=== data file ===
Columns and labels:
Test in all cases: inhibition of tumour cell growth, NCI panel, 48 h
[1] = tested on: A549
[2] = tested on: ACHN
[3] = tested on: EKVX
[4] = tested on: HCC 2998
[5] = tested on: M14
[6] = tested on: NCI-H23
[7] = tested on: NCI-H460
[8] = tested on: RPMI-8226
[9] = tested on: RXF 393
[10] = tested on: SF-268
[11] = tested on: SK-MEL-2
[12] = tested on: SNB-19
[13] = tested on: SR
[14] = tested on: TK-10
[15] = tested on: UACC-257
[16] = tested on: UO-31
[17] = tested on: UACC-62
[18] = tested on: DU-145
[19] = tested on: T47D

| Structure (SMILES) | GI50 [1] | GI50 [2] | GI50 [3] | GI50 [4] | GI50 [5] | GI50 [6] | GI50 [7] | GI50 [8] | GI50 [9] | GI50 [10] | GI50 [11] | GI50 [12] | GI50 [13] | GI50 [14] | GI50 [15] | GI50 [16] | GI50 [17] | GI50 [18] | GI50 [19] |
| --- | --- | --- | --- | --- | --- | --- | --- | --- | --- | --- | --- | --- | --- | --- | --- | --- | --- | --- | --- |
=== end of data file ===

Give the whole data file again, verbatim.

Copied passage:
Columns and labels:
Test in all cases: inhibition of tumour cell growth, NCI panel, 48 h
[1] = tested on: A549
[2] = tested on: ACHN
[3] = tested on: EKVX
[4] = tested on: HCC 2998
[5] = tested on: M14
[6] = tested on: NCI-H23
[7] = tested on: NCI-H460
[8] = tested on: RPMI-8226
[9] = tested on: RXF 393
[10] = tested on: SF-268
[11] = tested on: SK-MEL-2
[12] = tested on: SNB-19
[13] = tested on: SR
[14] = tested on: TK-10
[15] = tested on: UACC-257
[16] = tested on: UO-31
[17] = tested on: UACC-62
[18] = tested on: DU-145
[19] = tested on: T47D

| Structure (SMILES) | GI50 [1] | GI50 [2] | GI50 [3] | GI50 [4] | GI50 [5] | GI50 [6] | GI50 [7] | GI50 [8] | GI50 [9] | GI50 [10] | GI50 [11] | GI50 [12] | GI50 [13] | GI50 [14] | GI50 [15] | GI50 [16] | GI50 [17] | GI50 [18] | GI50 [19] |
| --- | --- | --- | --- | --- | --- | --- | --- | --- | --- | --- | --- | --- | --- | --- | --- | --- | --- | --- | --- |